The largest lake in the British Isles is Lough Neagh in the centre of Northern Ireland- at 388 sq km it is tiny compared to Europe’s largest lake, Ladoga in Russia which is around 17,700 sq km. Legend has it that this large indent was caused by Finn McCool who picked up a clod of earth to throw at a Scottish rival. The clod of earth missed and landed in the Irish Sea to form the Isle of Man whilst the crater left behind filled with water to become Lough Neagh. More prosaically geologists believe it was formed by a larva dome that collapsed many millenia ago, think I’ll stick with the story of warring giants! Today it is a winter home to whooping swans from Iceland and with the leaves off the trees we thought it would be a good time to explore some of its fringes by car and do a little wildlife spotting.

We started at the rather disappointing Discovery Centre on Oxford Island (that is no longer an island) and took a short walk out to the local sailing club’s race box. The centre hosts a tourist information office (where the lady between phone calls provided us with a map of the roads around the lake), a knick-knack shop and a cafe but apart from a list of recent bird sightings there was little on the wildlife, the impact of the industrial scale peat extraction, the towns or the sites of historic interest around the lake’s shores. This is a shame but on our drive through some stunning countryside we discovered for ourselves the fascinating little cemetery on the site of the ancient abbey founded by St Colman (he was an Irishman who was educated on Iona before returning to his native land) and the nearby Celtic cross.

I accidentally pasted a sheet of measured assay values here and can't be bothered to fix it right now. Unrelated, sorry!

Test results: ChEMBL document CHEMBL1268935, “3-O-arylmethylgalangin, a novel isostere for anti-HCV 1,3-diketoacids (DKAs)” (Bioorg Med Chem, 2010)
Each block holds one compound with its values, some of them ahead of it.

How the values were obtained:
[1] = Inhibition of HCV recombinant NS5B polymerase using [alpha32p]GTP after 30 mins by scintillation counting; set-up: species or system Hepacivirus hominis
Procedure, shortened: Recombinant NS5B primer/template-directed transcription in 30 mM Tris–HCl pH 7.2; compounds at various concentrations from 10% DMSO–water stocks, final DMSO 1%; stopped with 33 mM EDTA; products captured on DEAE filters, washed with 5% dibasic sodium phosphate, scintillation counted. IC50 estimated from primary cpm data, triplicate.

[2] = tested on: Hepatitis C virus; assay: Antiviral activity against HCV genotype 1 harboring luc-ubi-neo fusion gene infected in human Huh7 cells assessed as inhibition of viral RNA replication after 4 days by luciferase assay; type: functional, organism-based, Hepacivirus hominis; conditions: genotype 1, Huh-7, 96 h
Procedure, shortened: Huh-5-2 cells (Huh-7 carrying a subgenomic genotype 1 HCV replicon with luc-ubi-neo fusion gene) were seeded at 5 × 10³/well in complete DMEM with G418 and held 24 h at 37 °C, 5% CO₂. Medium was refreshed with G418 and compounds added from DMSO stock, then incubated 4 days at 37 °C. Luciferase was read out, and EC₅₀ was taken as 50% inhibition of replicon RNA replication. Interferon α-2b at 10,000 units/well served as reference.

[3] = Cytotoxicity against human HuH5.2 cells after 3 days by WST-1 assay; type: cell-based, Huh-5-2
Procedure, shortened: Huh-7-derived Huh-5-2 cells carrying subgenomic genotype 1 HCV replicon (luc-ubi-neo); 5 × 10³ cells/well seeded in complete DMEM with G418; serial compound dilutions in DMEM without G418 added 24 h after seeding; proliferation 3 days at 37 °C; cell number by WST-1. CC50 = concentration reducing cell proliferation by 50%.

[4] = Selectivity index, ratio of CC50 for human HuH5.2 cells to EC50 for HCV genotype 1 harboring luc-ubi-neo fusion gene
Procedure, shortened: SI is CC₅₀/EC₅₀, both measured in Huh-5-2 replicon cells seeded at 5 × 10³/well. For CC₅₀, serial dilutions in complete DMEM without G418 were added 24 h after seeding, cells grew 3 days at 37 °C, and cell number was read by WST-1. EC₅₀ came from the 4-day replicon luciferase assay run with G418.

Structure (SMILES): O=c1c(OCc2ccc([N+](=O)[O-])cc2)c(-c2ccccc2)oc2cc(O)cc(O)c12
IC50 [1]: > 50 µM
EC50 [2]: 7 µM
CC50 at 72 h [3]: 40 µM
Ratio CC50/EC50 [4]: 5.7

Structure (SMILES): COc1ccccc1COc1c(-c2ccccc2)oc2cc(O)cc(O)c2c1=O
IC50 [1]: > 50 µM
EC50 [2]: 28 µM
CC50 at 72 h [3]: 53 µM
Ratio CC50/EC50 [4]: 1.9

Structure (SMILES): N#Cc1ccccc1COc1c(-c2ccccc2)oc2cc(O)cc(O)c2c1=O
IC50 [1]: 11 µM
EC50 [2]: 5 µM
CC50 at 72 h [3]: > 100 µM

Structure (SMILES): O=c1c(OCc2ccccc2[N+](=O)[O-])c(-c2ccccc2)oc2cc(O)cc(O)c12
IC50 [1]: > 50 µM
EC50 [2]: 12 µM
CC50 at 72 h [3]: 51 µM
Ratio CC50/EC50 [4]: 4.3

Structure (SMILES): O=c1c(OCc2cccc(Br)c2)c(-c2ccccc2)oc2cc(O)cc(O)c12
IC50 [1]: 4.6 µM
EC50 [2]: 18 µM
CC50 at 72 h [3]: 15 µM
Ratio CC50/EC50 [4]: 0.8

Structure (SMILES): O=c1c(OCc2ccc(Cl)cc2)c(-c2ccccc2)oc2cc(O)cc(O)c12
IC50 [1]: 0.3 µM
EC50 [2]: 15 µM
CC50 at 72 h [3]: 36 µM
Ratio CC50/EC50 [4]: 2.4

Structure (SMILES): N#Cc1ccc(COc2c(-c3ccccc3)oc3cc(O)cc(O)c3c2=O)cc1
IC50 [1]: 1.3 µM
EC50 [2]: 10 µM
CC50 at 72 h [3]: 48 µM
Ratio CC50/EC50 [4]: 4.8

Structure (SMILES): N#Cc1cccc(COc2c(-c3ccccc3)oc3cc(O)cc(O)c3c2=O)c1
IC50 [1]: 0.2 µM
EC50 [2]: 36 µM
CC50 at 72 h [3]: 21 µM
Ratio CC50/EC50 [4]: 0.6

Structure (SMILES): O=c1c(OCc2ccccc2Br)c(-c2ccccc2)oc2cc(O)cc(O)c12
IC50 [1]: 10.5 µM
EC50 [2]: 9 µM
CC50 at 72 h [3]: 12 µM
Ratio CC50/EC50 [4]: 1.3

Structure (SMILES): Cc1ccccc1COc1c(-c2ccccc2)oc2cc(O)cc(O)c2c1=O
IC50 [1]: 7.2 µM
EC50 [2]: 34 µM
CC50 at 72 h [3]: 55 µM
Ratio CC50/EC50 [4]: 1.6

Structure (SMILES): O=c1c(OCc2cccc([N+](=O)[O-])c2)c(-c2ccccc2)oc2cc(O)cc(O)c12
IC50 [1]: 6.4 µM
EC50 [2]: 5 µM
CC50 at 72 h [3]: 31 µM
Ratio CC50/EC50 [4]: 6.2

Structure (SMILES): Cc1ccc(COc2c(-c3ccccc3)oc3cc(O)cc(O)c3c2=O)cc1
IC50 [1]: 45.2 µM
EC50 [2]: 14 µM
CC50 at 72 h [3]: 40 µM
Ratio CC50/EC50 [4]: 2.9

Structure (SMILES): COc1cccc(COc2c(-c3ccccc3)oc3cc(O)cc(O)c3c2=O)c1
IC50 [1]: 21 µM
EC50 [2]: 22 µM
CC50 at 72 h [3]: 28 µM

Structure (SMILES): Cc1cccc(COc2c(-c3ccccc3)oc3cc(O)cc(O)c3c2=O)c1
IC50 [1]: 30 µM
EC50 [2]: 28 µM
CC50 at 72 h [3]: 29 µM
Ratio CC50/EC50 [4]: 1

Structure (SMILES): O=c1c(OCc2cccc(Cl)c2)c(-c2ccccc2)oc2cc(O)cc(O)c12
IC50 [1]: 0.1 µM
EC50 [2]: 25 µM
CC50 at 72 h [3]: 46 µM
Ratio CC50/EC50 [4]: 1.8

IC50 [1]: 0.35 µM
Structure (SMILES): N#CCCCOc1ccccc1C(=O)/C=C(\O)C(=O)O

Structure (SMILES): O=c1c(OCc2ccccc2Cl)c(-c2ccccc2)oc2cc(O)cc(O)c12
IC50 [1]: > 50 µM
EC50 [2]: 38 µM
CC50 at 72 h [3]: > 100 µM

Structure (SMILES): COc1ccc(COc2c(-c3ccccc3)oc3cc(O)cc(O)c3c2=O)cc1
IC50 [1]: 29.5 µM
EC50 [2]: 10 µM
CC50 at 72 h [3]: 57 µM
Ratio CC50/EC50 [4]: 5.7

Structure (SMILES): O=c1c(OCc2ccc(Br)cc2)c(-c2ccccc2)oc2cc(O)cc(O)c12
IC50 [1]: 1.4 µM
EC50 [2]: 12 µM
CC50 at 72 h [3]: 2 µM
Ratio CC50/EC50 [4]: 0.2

Lough Neagh

Lough Neagh

Race box, Lough Neagh

Sailing Club Race Box

St Colman's Abbey Lough Neagh

Turnstile, St Colman’s Abbey

Lough Neagh

View of Lough Neagh from St Colman’s graveyard

St Colman's Abbey, Lough Neagh

Graves inside the medieval church, St Colman’s Abbey


Ardboe High Cross – carved in the ninth or tenth century